Black Tights That Don't Rip: Do They Exist?

Update: Black tights: Can't live with 'em, can't live without 'em. Since winter is here (even though we don't want to face it), we tested out five pairs (of varying prices, textures, and fits) to know exactly which ones you should be adding to your wardrobe this season. Consider this your cheat sheet to keep your legs warm the next few months.

This story was originally published on October 29, 2014.

It doesn't matter if you only wear black tights when you really need to or if you've advanced to Zooey Deschanel-levels of doesn't-matter-if-it's-July-give-me-my-tights levels of obsession: No one likes a flimsy pair of hose. And, if you're a woman who falls on the clumsier end of the spectrum, holding onto a pair of tights for an entire season feels like a feat that deserves a merit badge.

We've adopted habits to get around accidental snags (raise your hand if you only file your nails after cutting them during black tights season). We've avoided buying certain clothes and shoes, and even choose to avoid suspect seats out of a fear of snags. Add to that our insistence on only wearing truly opaque tights that 1. don't give us crotch sag, and 2. can actually make it through a spin cycle without unraveling, and you're dealing with a set of variables that can make one seriously consider the Taylor Momsen school of style.

The hosiery market isn't a small one, and there are literally thousands of weaves, blends, elasticities, and fibers to confound you. But, among them all are a handful of cult faves to which tights-wearers have sworn allegiance (and if you know a tights-wearer, you know that she's fanatical). We stretched these tights to the limit, committed ourselves to abusing our legs, and provided our honest-to-Lycra reviews.

Ahead, the no-bull truth about tights that'll never fail you.

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Illustrated by Anna Sudit.

The Pair: Women Heattech Tights
The Price: $10
The Durability: These felt much sturdier than drugstore tights, but there was enough inelasticity in the material that I immediately felt like I needed to be careful with these (and after catching a knee on a coffee table edge and starting a tiny rip, it was evident that being careful is necessary). If you're a tights-abuser, the weave on these will snag easily enough, and you'll end up with long, thick runs that'll render them useless. However, the real pro to these are Heattech technology. It wasn't cold enough when I was testing these out to really see it work its magic, but I have friends who swear that Uniqlo Heattech tights are warmer than jeans during NYC winters.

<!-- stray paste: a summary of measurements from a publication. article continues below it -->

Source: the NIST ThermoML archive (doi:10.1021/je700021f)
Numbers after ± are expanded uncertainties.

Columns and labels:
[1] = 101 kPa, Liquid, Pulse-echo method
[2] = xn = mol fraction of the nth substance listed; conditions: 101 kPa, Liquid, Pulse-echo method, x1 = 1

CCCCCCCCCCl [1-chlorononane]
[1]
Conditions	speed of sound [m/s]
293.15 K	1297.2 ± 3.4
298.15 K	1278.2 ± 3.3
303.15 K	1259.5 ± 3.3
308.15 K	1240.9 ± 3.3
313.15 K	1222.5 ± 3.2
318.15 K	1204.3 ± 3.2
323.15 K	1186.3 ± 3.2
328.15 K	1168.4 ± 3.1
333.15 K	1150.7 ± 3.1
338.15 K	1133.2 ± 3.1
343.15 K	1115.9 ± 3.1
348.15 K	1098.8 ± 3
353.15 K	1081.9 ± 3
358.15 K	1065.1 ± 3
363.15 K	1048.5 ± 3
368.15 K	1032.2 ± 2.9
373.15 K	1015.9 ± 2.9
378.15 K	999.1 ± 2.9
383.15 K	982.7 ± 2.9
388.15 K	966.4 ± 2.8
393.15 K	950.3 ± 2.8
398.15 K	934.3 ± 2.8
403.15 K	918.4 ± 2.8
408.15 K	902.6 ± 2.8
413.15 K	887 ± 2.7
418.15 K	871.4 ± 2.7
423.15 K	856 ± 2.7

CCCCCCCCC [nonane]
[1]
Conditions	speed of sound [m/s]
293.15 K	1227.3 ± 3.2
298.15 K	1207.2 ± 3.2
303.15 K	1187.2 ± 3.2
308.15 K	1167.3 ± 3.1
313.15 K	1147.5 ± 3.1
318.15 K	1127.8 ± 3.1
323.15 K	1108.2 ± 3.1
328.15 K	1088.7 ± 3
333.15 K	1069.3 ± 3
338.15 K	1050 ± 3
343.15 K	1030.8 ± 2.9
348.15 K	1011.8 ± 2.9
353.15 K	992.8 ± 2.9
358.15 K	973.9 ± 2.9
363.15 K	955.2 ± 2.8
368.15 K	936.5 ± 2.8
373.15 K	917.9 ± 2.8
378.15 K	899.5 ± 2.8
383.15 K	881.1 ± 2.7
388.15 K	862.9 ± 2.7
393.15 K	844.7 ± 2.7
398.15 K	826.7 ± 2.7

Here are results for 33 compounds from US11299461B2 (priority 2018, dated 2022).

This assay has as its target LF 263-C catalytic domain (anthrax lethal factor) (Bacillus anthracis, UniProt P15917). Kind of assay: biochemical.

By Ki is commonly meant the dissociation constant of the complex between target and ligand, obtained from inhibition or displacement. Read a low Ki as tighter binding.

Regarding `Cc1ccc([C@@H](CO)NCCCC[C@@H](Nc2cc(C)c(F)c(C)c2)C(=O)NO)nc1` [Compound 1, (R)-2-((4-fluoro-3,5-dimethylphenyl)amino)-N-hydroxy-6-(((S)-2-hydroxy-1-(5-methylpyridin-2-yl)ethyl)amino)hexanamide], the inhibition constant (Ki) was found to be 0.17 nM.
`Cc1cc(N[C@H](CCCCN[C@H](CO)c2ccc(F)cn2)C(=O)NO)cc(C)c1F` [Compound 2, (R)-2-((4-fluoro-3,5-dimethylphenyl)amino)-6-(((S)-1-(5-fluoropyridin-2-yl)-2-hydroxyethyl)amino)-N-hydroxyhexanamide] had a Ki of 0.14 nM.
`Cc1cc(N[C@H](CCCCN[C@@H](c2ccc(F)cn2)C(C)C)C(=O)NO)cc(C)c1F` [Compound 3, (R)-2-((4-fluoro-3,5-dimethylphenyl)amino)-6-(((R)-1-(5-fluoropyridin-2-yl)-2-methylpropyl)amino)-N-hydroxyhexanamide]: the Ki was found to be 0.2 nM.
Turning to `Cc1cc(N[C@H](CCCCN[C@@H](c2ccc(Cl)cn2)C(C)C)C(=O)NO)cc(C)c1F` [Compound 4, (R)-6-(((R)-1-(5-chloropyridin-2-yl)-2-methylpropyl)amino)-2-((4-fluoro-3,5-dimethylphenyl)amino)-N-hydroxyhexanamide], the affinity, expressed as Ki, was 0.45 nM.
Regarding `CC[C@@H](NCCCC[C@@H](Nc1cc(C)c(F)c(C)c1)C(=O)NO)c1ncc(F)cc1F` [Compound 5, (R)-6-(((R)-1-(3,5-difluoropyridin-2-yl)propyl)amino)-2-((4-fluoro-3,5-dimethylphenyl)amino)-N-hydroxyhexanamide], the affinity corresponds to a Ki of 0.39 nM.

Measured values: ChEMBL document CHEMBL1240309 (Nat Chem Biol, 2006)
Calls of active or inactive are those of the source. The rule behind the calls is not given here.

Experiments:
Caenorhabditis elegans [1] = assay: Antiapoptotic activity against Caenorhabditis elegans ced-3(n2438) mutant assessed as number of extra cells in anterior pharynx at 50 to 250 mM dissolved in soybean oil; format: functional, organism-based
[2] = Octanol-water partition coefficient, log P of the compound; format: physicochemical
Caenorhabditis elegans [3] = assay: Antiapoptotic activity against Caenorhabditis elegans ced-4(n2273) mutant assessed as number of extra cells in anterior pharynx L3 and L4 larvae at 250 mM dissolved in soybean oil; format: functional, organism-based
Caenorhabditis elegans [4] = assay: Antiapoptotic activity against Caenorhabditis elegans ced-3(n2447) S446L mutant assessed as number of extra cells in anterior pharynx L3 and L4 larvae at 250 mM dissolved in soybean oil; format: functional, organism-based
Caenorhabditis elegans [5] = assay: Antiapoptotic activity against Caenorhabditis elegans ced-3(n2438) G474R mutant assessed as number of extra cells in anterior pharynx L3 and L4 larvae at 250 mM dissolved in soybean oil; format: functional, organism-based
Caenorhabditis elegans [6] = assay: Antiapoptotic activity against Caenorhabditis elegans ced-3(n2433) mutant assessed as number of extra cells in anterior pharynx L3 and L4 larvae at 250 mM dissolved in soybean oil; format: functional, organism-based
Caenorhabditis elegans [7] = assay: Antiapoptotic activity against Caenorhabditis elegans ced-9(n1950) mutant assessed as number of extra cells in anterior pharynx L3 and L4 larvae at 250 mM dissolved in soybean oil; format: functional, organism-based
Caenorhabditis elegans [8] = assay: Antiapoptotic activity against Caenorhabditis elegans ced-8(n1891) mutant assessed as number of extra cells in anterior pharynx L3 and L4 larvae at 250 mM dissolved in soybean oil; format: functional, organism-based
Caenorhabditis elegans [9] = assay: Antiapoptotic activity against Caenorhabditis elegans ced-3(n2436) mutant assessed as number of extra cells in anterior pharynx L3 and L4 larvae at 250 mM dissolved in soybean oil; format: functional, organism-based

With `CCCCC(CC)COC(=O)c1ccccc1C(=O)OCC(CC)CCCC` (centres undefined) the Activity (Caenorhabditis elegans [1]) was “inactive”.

The Opacity: These are very black and very, very matte, but if there's any sign of stretch (especially at the knees), you'll come across some sheerness issues.
The Sag-Factor: Uniqlo tights only come in two sizes (S/M and L/XL), which is unfortunate, because both run short. Luckily, if you're on the shorter end, the control top keeps them hiked up and in place all day. But, for any longer-legged sisters, you'll definitely have drop-crotch issues.
The Verdict: If fit and longevity is a big concern, you might want to skip Uniqlo.
Uniqlo Women Heattech Tights, $9.90 $7.90, Buy
Illustrated by Anna Sudit.

The Pair: Blackout Tights
The Price: $38
The Durability: Full confession: These were my go-to brand of tights before this experiment. As a cheapie-pair-only wearer for years and years, I was forced into buying a pair on a very cold November day since the shop didn't sell anything else. That years ago. I still own these tights. I have gone hiking in them, assembled furniture in them, and bruised myself against pointed corners in them. They developed two small rips in the left toe and upper thigh during Year Three, but because of the weave, they haven't gotten any bigger than a quarter inch.
The Opacity: They're a true, deep black — completely opaque — but have a slight sheen to them that gets shinier with wear.
The Sag-Factor: They're vise-like, to a fault. For the first two months of wearing them in, your hips might be sore at the end of the day. For that reason, don't buy the extra-high waist one unless you have masochistic tendencies (or don't need your diaphragm to breathe). However, after dozens of washings, they're still very elastic and never budge.
The Verdict: No pain, no gain, right? I'm constantly amazed at how durable these tights are, but the break-in period can be brutal. I now own two pairs of these, and I made sure to size up two sizes…but still. Ow. Out of all the tights I tried, these are (probably) the only ones that allow you to jump into a swimming pool filled with steel wool and emerge sans snag.